Previously, we’ve discussed the importance of giving your customer something for free before selling them a paid product or service; however, marketing is never that simple. In reality, trust is the only way to sell to somebody online. There are many ways to build trust, but sometimes the most significant hurdle between you and the customer is price.
Below, we discuss the concept of a value ladder and the many benefits it can have when growing a product range and retaining customers. However, before we talk about value ladders, we need to understand what value is and how we can use it to encourage a customer to make a purchase.
What Is Value?
Whether or not we realise it, we’re constantly judging the value of a product against its asking price. If the value level exceeds a product’s price, we’re likely to make a purchase, whereas a product that provides less value than the asking price is more likely to be ignored.
Value is mainly subjective to each individual. However, in the context of products, we tend to assign a value based on the likelihood of that product improving our lives in some way. For example, we’ll happily pay more for a Starbucks coffee because it’s handmade, tastes great, and has a social status boost associated with more expensive products.
This concept of value can also apply to a product range, and this is where the value ladder becomes useful.
What Is a Value Ladder?
The value ladder is a process of introducing incremental steps between the lowest-paid entry point and the highest. The ladder lets you ease your customers into your higher-paid offers by starting with cheaper, easier-to-sell products. With each step up the ladder, your customers should receive more value for money until they reach your highest offering.
A great example of a value ladder in action is membership tiers, which typically start with a low-paid bronze tier that includes only the most basic membership benefits. These tiers will increase to a more expensive gold membership with the most exclusive benefits.
Why You Need a Value Ladder
Most customers aren’t going to purchase your product or service on the first visit to your landing page or after seeing your first advertisement, so creating a ladder allows you to cater to every possible customer who comes across you.
Value ladders provide a way for you to retain customers over a more extended period of time by delivering more value as they ascend the ladder. The most profitable companies realise that each customer has a lifetime value that can be increased by introducing more steps to the ladder.
How to Create a Value Ladder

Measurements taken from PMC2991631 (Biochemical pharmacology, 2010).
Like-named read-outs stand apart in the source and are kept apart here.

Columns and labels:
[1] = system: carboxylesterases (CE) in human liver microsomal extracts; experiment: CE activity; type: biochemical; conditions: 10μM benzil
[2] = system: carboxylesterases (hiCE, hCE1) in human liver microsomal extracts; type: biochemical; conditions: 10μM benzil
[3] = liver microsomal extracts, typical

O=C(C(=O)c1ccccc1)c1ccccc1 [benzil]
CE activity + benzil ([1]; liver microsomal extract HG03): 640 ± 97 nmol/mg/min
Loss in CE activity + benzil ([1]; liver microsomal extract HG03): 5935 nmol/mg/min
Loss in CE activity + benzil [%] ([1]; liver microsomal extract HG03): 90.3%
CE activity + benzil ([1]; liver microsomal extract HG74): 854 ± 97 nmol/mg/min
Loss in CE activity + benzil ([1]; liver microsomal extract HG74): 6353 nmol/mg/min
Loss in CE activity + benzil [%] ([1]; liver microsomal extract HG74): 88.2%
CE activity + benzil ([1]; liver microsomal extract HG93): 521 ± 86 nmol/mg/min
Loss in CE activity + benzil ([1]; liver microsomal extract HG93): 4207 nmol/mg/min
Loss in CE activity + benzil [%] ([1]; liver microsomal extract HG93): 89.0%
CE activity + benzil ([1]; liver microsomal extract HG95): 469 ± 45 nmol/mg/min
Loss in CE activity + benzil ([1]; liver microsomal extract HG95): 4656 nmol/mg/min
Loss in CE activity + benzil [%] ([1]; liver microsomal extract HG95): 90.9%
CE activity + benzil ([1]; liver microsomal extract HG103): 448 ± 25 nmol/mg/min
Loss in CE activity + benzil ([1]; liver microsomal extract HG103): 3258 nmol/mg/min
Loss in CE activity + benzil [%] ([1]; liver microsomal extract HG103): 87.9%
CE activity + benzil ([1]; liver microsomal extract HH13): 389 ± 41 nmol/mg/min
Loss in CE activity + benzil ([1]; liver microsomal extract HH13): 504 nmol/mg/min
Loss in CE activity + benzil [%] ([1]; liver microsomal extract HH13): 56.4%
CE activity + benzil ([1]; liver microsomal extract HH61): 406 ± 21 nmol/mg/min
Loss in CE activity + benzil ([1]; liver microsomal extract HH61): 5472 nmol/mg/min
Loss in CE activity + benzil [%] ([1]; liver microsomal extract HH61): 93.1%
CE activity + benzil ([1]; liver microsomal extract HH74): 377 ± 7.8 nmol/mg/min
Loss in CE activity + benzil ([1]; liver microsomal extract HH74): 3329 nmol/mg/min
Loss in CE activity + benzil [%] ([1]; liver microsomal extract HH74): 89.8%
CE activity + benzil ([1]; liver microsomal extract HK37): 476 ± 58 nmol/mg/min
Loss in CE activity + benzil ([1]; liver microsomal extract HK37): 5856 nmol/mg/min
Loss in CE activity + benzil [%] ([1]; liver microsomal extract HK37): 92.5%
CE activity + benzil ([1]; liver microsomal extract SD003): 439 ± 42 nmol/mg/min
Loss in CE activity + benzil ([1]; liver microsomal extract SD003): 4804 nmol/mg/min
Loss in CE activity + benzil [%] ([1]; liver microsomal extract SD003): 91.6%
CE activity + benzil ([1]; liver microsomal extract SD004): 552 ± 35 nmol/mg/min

Whether you’re creating a value ladder for clients as a marketer or a business owner looking to maximise profits, the process begins by categorising products based on price and value. One of the core principles in building a value ladder is that you start small and gradually move towards your most expensive product or service.
Ladders often start with a free product that is a lead magnet for potential clients. This type of offer is commonly a free eBook download or access to an online seminar. Companies that use a subscription model will offer a free trial to new customers over a short period to allow potential clients to test their service.
The highest offer will vary depending on the products or services a company sells. Usually, the most expensive offer is exclusive and personal, such as one-to-one coaching, in-person training or a personalised product based on the customer’s requirements.
It’s important to remember that every step on the ladder is designed to increase customer desire for your most expensive offering.
A Final Note
Russell Brunson (Co-founder of ClickFunnels) introduced the concept of a value ladder in his book Dotcom Secrets. The ladder spread like wildfire amongst online businesses due to the ease at which they could develop one with minimal costs. However, it also presented a hidden benefit that changed how eCommerce worked with the lifetime value of customers.
Acquiring customers is an expensive process that doesn’t guarantee a healthy profit margin, especially if you’re increasing your marketing budget to compete with other companies. When you create a value ladder, you can spread that cost over your entire product range instead of the initial product, which, in turn, increases the customer’s potential worth too.